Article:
In the second Statement of Changes this month, a number of adjustments to the Immigration Rules have been announced by Minister James Brokenshire. You can also read some propaganda about how great the changes are for geeks here. Link to the actual Statement of Changes to follow when available [here]. If you spot anything interesting in the ‘minor changes’ bits, do leave a comment below to flag it up.
The changes look like a mixed bag, with some quite welcome, some not so much so and some a waste of everyone’s time. Grants of leave of five years rather than three under Tier 2 are sensible and convenient. Adding Venezuela to the visa national list less so.
The announced changes are:
- Expanding the Tier 1 (Exceptional Talent) category to include leading talent in the digital technology sector, who are endorsed by Tech City UK, as well as making it easier for applicants in this category to apply from overseas, and to count time spent in other immigration categories towards qualifying for settlement.
- Tier 1 (Graduate Entrepreneur) scheme to be made more flexible and simpler by removing the ring-fencing of places for MBA graduates and the current restrictions on participants’ graduation dates.
- Tier 2 grants of leave for up to five years at a time, rather than a maximum of three years at a time as at present. Changes to Tier 2 requirements are also to be applied to Croatian nationals.
- Ending the exemption from the genuineness test that applies to nationals on this list when applying for a Tier 4 visa.
- Scheduled updates to salary and maintenance fund requirements, as well as a number of other minor changes to Points-Based System categories. The maintenance fund changes will take effect for applications made from 1 July.
- New category for overseas government sponsored language teachers under the Tier 5 Government Authorised Exchange route. Apparently this will enable government sponsored teachers to share knowledge and awareness of foreign languages and cultures in the UK, starting with a Mandarin teaching scheme designed to foster good cultural relations between the UK and China.
- Changes to the curtailment provisions in Part 9 of the Immigration Rules (General Grounds for Refusal) “to support the Home Office in its work to take robust action against those who attempt to abuse the immigration system and ensure that migrants do not retain leave to which they are no longer entitled.” In particular:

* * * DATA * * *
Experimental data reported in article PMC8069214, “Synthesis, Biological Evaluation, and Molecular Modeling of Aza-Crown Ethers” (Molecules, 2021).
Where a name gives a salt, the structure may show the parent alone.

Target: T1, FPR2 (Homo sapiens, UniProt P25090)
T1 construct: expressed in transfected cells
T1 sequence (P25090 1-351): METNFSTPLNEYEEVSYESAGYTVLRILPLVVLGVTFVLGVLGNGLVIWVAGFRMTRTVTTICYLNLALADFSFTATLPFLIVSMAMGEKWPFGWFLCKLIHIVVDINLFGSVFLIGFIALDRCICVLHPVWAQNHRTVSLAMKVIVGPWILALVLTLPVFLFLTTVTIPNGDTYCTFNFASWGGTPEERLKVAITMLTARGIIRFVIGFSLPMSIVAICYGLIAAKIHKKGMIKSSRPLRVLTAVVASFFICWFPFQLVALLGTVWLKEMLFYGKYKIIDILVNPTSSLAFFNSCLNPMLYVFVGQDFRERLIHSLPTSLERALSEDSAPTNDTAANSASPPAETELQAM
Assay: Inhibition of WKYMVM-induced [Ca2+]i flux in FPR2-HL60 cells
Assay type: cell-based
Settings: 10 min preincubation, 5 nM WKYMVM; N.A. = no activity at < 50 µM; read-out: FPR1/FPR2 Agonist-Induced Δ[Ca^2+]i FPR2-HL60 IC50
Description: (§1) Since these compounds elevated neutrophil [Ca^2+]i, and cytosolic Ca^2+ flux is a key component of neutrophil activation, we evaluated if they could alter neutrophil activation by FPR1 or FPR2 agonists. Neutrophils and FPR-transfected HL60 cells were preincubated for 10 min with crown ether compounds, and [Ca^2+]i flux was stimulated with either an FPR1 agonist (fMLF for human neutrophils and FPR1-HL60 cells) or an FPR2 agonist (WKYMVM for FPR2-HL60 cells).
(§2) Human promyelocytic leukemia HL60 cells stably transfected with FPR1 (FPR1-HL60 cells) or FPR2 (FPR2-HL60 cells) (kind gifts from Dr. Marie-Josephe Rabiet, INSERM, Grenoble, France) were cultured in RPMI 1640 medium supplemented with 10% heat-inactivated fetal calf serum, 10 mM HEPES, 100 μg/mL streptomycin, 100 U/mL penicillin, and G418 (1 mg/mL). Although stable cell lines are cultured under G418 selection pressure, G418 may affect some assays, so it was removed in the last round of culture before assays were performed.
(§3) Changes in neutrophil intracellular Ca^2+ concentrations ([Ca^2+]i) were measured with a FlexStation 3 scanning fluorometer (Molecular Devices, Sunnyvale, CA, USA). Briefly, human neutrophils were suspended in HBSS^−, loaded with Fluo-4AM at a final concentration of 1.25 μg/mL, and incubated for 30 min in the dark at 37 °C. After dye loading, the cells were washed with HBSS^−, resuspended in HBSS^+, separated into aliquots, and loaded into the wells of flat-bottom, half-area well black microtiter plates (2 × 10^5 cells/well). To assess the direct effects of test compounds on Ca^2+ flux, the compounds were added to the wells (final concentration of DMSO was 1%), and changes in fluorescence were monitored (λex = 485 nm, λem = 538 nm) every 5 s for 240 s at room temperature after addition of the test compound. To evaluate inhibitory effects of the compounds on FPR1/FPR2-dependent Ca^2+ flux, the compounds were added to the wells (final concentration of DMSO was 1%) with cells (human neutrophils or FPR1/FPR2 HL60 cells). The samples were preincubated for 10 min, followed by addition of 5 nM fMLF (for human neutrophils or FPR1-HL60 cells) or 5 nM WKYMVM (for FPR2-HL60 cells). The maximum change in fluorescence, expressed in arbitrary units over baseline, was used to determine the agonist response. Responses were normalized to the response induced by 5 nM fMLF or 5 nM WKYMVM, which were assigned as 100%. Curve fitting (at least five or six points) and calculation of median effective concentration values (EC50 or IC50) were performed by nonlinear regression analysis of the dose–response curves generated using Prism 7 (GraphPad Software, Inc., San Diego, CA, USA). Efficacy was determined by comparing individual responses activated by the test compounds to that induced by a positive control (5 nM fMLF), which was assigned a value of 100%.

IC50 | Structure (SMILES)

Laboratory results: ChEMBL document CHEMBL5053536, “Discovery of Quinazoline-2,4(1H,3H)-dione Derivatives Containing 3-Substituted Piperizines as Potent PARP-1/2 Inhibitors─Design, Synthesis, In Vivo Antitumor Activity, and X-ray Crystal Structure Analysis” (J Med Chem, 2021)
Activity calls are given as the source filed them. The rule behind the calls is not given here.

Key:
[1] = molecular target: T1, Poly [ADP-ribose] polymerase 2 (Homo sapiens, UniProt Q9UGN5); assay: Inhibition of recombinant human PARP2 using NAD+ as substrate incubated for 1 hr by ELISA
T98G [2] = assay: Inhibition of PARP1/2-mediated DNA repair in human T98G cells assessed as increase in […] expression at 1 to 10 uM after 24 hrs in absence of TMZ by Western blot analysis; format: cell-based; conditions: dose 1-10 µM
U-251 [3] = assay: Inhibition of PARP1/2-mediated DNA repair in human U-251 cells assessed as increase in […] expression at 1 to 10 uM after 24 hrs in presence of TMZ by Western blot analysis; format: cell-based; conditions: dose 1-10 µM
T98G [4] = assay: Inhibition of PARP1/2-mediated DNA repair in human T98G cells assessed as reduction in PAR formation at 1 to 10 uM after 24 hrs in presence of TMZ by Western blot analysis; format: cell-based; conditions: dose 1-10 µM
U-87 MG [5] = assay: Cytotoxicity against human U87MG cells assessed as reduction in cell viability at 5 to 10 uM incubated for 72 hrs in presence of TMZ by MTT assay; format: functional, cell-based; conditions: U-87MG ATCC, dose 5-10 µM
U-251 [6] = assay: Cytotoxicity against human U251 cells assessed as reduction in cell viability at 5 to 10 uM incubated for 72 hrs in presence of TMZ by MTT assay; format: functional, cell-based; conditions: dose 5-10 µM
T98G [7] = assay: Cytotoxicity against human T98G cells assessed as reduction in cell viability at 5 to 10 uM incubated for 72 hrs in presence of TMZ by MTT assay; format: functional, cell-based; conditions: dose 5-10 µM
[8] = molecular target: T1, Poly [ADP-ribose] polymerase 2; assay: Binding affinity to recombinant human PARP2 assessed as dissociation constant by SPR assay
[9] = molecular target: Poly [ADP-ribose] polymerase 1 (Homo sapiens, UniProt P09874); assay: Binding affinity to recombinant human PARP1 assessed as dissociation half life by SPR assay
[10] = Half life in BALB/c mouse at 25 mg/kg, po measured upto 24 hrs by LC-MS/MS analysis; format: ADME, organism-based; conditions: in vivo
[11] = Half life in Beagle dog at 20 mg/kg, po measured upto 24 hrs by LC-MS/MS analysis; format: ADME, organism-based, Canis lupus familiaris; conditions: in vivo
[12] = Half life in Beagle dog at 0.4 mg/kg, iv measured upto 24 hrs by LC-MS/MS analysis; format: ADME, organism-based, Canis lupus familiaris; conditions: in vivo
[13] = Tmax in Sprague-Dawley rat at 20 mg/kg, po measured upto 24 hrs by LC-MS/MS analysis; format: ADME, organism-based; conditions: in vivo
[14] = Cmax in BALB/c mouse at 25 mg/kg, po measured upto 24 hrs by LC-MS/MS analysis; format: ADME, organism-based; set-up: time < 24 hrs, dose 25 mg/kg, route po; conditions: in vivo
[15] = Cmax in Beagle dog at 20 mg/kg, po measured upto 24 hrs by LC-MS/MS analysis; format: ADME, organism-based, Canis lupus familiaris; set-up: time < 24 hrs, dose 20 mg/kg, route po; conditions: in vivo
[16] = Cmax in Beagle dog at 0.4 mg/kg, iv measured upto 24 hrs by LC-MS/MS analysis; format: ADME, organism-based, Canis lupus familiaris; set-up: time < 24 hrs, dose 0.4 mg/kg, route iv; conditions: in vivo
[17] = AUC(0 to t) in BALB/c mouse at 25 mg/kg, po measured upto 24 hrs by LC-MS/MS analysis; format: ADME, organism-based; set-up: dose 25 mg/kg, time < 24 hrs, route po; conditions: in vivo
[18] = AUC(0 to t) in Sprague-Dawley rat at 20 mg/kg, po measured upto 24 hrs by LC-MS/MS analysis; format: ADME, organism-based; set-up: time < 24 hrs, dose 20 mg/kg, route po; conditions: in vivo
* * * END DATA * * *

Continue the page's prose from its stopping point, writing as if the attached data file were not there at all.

- incorporate the grounds in section 10(1)(b) and (c) of the Immigration and Asylum Act 1999 in preparation for the changes made by the Immigration Bill
- enable leave to be curtailed where a Points-Based System sponsor notifies the Home Office that a migrant’s period of study or work is due to end earlier than had been originally planned when leave to enter or remain was granted
- make further minor changes to ensure that the wording and the intentions of the rules are clear and consistent.
- Oman, Qatar and United Arab Emirates added to the list of countries whose nationals benefit from different documentary requirements. Also, Bahraini nationals who hold diplomatic and special passports issued by Bahrain when travelling to the UK for the purpose of a general visit will no longer have to obtain a visit visa to travel to the UK.
- But Venezuela to be added to the list of counties whose nationals require a visa to travel to the UK.
- Discretionary policies for civilian employees of NATO and the Australian Department of Defence, and employees of firms under contract to NATO to be incorporated into the Immigration Rules.
- Minor changes and clarifications to the Immigration Rules relating to family life. Interestingly we are told:
These mainly reflect feedback from caseworkers and legal practitioners on the operation of the rules.
- Clarification of the knowledge of language and life provisions which apply for settlement applications by partners and children of members of HM Forces.
Word is that a new rule preventing members of the metropolitan elite from benefitting from migration to the UK was vetoed at the last minute by David Cameron and Nick Clegg, who were worried about their childcare arrangements.